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The Story of the Selma Voting Rights Marches in Photographs

by David Aretha

The Civil Rights Act of 1964 was a momentous victory for civil rights activists. But one major obstacle remained in the path toward equal rights for African Americans: the right to vote. In the South, segregationists...


The Story of Rosa Parks and the Montgomery Bus Boycott in Photographs

by David Aretha

In Montgomery, Alabama, segregation was a way of life for African Americans. Rosa Parks, riding the bus after a long day of work, was tired of it. When the bus driver demanded Parks leave her seat for a white...


The Story of the Birmingham Civil Rights Movement in Photographs

by David Aretha

Martin Luther King, Jr., called Birmingham, Alabama, the most segregated city in America. In 1963, he and other civil rights leaders believed it was time to change that. With marches and protests throughout...


The Story of the Civil Rights Freedom Rides in Photographs

by David Aretha

Bombs. Clubs. Metal pipes. Severe beatings. Angry segregationists. This is what the Freedom Riders faced when they journeyed into the Deep South to integrate the interstate buses and terminals. Civil rights...


The Story of the Civil Rights March on Washington for Jobs and Freedom in Photographs

by David Aretha

On August 28, 1963, more than 250,000 people descended on Washington, D.C. They came by bus, car, and bicycle. Some even walked hundreds of miles to be there. On that day, the massive crowd gathered to march,...


Into the Wilderness: The Lewis and Clark Expedition

by James J. Holmberg

"When Thomas Jefferson sent a team of explorers to discover a way to the Pacific Ocean two hundred years ago, the western border of the United States was the Mississippi River. It was Jefferson's dream to uncover...


The New Big Book of U.S. Presidents: Fascinating Facts about Each and Every President, Including an American History Timeline

by Todd Davis & Marc Frey

Information about each president's term in office, and the major political issues of each era.


Six Days in October: The Stock Market Crash of 1929; A Wall Street Jour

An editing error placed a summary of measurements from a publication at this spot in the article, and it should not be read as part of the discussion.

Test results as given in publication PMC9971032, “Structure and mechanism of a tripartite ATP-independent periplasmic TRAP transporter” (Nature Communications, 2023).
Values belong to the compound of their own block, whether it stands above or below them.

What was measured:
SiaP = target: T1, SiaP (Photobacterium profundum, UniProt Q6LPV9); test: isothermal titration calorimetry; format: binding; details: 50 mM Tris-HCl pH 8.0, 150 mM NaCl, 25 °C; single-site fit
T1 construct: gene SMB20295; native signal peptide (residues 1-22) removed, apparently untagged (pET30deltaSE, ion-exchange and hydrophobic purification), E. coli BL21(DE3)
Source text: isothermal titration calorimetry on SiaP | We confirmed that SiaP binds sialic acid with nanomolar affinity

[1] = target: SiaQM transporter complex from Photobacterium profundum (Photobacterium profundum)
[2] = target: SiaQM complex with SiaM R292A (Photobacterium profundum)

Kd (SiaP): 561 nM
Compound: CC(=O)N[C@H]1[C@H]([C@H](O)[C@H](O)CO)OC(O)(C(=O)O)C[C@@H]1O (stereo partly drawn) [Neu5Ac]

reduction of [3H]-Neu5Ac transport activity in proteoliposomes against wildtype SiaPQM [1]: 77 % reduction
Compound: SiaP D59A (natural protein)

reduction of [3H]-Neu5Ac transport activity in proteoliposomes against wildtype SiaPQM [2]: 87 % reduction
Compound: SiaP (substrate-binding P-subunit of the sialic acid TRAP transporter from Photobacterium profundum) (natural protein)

by Karen Blumenthal

Over six terrifying, desperate days in October 1929, the fabulous fortune that Americans had built in stocks plunged with a fervor never seen before. At first, the drop seemed like a mistake, a mere glitch in...


What Kind of War Was It, Anyhow?

by Nancy Ekberg

In the summer of 1862, Jeremy, a Southern boy, becomes aware that a war is going on. But what kind of war was it? He begins his investigation by asking the people around him. His father explains to him that...


What Was the March on Washington?

by Kathleen Krull & Tim Tomkinson

On August 28, 1963, more than 200,000 people gathered in Washington, DC, to demand equal rights for all races. It was there that Martin Luther King Jr. delivered his "I Have a Dream" speech, and it was this...


What Was the Gold Rush?

by Joan Holub & Tim Tomkinson

In 1848, gold was discovered in California, attracting over 300,000 people from all over the world, some who struck it rich and many more who didn't. Hear the stories about the gold-seeking "forty-niners!" With...


What Was the Boston Tea Party?

by Kathleen Krull & Lauren Mortimer

"No Taxation without Representation!" The Boston Tea Party stands as an iconic event of the American Revolution—outraged by the tax on tea, American colonists chose to destroy the tea by dumping it into the...


What Was the Battle of Gettysburg?

by Jim O'Connor & John Mantha

"Four score and seven years ago..." begins Abraham Lincoln's beautiful speech commemorating the three-day battle that turned the tide of the Civil War. The South had been winning up to this point. So how did...


The Giant and How He Humbugged America

by Jim Murphy

Two-time Newbery Honor Book author has written an amazing account of one of America's most famous hoaxes! When a 10-foot tall purported "petrified man" is unearthed from a backyard in upstate New York in 1869,...


Appalachian Toys and Games from A to Z

by Linda Hager Pack & Pat Banks

From the author and the illustrator of A is for Appalachia! The Alphabet Book of Appalachian Heritage comes a beautiful new book that will delight readers of all ages.

Appalachian Toys and Games from A to Z celebrates...


Women of the Frontier: 16 Tales of Trailblazing Homesteaders, Entrepreneurs, and Rabble-Rousers

by Brandon Marie Miller

In 1849 Luzena Wilson set out for California in a covered wagon with her husband and two little boys, hungry to join the tide of gold seekers. Like thousands of others, Luzena undertook the nearly 2,000 mile...


Stories of Great Americans For Little Americans

by Edward Eggleston

Eggleston was born in Vevay, Indiana. As a child, he was too ill to regularly attend school, so his education was primarily provided by his father. He became an ordained Methodist minister in 1856. His summer...


Lincoln's Grave Robbers

by Steve Sheinkin

A true crime thriller -- the first book for teens to tell the nearly unknown tale of the brazen attempt to steal Abraham Lincoln's body! The action begins in October of 1875, as Secret Service agents raid the...


Profiles #3: Tech Titans

by Carla Killough McClafferty

Full-color series-six bios in one! It takes more than one person to bring about change and innovation. Explore the lives of the people who have had a huge impact on technology today. So much more than just your...


Double Victory: How African American Women Broke Race and Gender Barriers to Help Win World War II

by Cheryl Mullenbach

“Allow all black nurses to enlist, and the draft won’t be necessary. . . . If nurses are needed so desperately, why isn’t the Army using colored nurses?”

 

“My arm gets a little sore slinging a shovel...